31. 31. <ul><li>Within each energy level there are sublevels ; the # of sublevels equals the principal energy level (n) </li></ul><ul><li>The sublevels are also arranged from lowest to highest energy </li></ul><ul><li>These sublevels have orbitals within them; each orbital can hold a max of 2 e- </li></ul>3 sublevels n = 3 2 sublevels n = 2 1 sublevel n = 1 # of sublevels in that level Principal energy level (n) 7 orbitals 4 th = f 5 orbitals 3 rd = d 3 orbitals 2 nd = p 1 orbital 1 st = s # of orbitals within each sublevel Sublevels (lowest  highest energy)
  32. 32. Do Now: <ul><li>Discuss points you have learned about the PT: </li></ul><ul><li>a. What does it tell us? </li></ul><ul><li>b. How can we use it to talk about an element and its characteristics? </li></ul><ul><li>c. How and why do we use the Aufbau Diagram? </li></ul><ul><li>Homework: </li></ul><ul><li>Finish electron configuration sheet; QUIZ </li></ul><ul><li>Bring all lab materials tomorrow… </li></ul>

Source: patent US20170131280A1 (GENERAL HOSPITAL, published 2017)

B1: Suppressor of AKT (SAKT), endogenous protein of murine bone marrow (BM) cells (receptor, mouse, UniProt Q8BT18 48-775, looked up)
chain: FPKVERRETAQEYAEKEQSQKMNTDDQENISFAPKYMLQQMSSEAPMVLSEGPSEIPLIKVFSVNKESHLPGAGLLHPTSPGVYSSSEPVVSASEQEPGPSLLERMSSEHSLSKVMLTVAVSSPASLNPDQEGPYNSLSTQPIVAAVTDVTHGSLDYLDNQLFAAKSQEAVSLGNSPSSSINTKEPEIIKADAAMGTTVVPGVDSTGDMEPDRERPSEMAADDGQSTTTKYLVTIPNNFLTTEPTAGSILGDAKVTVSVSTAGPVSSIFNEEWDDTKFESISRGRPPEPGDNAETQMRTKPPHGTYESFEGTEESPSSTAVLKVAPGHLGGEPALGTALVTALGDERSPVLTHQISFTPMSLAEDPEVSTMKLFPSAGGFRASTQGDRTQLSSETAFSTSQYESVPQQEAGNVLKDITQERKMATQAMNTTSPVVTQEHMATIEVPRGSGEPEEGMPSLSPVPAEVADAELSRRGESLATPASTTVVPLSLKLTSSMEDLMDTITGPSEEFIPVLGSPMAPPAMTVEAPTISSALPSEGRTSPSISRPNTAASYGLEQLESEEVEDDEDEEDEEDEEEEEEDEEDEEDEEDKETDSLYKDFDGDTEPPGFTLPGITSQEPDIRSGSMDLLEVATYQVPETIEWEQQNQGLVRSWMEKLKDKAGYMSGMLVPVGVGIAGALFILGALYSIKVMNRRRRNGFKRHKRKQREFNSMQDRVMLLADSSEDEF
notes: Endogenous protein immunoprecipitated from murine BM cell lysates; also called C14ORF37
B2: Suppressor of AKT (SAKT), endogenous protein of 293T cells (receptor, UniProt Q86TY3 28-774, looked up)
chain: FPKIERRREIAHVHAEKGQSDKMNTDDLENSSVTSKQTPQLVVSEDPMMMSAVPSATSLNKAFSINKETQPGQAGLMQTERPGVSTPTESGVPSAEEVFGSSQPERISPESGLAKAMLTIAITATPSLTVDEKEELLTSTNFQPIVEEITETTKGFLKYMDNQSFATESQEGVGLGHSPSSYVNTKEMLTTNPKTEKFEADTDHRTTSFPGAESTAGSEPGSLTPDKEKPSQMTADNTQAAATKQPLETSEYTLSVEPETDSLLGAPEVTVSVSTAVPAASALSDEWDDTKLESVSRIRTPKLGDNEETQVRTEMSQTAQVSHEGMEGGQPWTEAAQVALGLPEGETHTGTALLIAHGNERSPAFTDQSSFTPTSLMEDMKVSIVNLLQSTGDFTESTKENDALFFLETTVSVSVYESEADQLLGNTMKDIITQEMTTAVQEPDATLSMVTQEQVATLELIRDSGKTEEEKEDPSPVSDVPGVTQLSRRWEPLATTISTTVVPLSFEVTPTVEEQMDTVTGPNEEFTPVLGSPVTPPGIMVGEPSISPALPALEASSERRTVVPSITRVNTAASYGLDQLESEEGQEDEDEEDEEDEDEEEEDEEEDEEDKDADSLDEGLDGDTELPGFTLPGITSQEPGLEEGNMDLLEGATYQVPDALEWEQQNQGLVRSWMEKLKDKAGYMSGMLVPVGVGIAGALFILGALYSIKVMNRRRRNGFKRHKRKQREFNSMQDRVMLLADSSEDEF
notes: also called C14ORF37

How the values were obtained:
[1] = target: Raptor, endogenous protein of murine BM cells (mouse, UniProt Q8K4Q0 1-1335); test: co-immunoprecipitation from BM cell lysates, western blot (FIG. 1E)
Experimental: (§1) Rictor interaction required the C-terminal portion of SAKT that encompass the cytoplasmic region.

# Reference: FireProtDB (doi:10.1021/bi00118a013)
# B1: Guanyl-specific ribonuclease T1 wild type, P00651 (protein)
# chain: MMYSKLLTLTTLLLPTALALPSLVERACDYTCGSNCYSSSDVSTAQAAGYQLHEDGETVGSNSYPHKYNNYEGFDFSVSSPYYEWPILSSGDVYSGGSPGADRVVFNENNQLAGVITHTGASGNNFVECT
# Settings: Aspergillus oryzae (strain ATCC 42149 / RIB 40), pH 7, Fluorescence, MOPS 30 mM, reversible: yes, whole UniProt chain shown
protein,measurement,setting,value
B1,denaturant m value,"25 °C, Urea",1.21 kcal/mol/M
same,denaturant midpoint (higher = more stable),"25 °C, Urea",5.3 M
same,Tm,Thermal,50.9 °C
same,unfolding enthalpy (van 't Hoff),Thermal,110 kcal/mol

33. 33. Basically… <ul><li>Principal energy level (n)  Energy sublevels  Orbitals in sublevels </li></ul><ul><li>n = 1, 2, 3, 4… s, p, d, f, g … s =1; p = 3; d = 5; f = 7 </li></ul><ul><li> (2 e-; 6 e-; 10 e-; 14 e-) </li></ul><ul><li>QMM describes an e - position within an e - probability cloud; e - don’t travel in fixed circular paths, therefore we cannot call them orbits. Rather, we call them atomic orbitals ( s, p, d, f, g …)  SHAPES OF ATOMIC ORBITALS DICTATE PROBABILITY!!! </li></ul>s orbital p orbital (x 3) d orbital (perpendicular orbital coming at you; x 5) Fig 13.4, 5 in book Low to High
  34. 35. Another representation of the atomic orbitals… Clouds/”bubbles” indicate where you’ll find e- most of the time!